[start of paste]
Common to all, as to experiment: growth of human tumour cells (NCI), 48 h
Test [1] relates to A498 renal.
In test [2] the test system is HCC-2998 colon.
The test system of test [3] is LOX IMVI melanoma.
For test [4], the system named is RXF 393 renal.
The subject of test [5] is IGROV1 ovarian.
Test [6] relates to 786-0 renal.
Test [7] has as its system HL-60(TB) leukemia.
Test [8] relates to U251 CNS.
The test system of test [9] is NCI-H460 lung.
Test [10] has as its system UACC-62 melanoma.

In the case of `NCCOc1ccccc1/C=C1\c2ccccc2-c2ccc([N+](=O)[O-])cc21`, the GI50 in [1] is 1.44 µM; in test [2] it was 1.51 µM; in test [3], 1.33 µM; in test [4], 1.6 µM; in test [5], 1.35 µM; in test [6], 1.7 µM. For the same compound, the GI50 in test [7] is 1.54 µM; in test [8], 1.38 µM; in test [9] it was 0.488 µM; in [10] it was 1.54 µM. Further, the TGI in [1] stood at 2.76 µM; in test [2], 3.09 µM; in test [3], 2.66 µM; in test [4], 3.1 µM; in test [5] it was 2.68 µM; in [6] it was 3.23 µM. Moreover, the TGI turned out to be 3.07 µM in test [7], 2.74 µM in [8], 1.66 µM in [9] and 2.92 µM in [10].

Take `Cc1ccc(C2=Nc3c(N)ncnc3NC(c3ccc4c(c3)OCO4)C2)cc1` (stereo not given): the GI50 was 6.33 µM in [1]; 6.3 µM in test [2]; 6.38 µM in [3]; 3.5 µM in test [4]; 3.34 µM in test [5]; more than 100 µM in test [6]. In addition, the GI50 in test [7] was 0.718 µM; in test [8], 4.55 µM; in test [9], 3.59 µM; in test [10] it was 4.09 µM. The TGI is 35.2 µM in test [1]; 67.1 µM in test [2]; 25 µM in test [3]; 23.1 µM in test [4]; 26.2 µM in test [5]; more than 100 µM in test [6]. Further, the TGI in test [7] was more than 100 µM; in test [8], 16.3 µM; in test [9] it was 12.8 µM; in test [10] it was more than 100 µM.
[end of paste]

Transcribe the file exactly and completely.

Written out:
Common to all, as to experiment: growth of human tumour cells (NCI), 48 h
Test [1] relates to A498 renal.
In test [2] the test system is HCC-2998 colon.
The test system of test [3] is LOX IMVI melanoma.
For test [4], the system named is RXF 393 renal.
The subject of test [5] is IGROV1 ovarian.
Test [6] relates to 786-0 renal.
Test [7] has as its system HL-60(TB) leukemia.
Test [8] relates to U251 CNS.
The test system of test [9] is NCI-H460 lung.
Test [10] has as its system UACC-62 melanoma.

In the case of `NCCOc1ccccc1/C=C1\c2ccccc2-c2ccc([N+](=O)[O-])cc21`, the GI50 in [1] is 1.44 µM; in test [2] it was 1.51 µM; in test [3], 1.33 µM; in test [4], 1.6 µM; in test [5], 1.35 µM; in test [6], 1.7 µM. For the same compound, the GI50 in test [7] is 1.54 µM; in test [8], 1.38 µM; in test [9] it was 0.488 µM; in [10] it was 1.54 µM. Further, the TGI in [1] stood at 2.76 µM; in test [2], 3.09 µM; in test [3], 2.66 µM; in test [4], 3.1 µM; in test [5] it was 2.68 µM; in [6] it was 3.23 µM. Moreover, the TGI turned out to be 3.07 µM in test [7], 2.74 µM in [8], 1.66 µM in [9] and 2.92 µM in [10].

Take `Cc1ccc(C2=Nc3c(N)ncnc3NC(c3ccc4c(c3)OCO4)C2)cc1` (stereo not given): the GI50 was 6.33 µM in [1]; 6.3 µM in test [2]; 6.38 µM in [3]; 3.5 µM in test [4]; 3.34 µM in test [5]; more than 100 µM in test [6]. In addition, the GI50 in test [7] was 0.718 µM; in test [8], 4.55 µM; in test [9], 3.59 µM; in test [10] it was 4.09 µM. The TGI is 35.2 µM in test [1]; 67.1 µM in test [2]; 25 µM in test [3]; 23.1 µM in test [4]; 26.2 µM in test [5]; more than 100 µM in test [6]. Further, the TGI in test [7] was more than 100 µM; in test [8], 16.3 µM; in test [9] it was 12.8 µM; in test [10] it was more than 100 µM.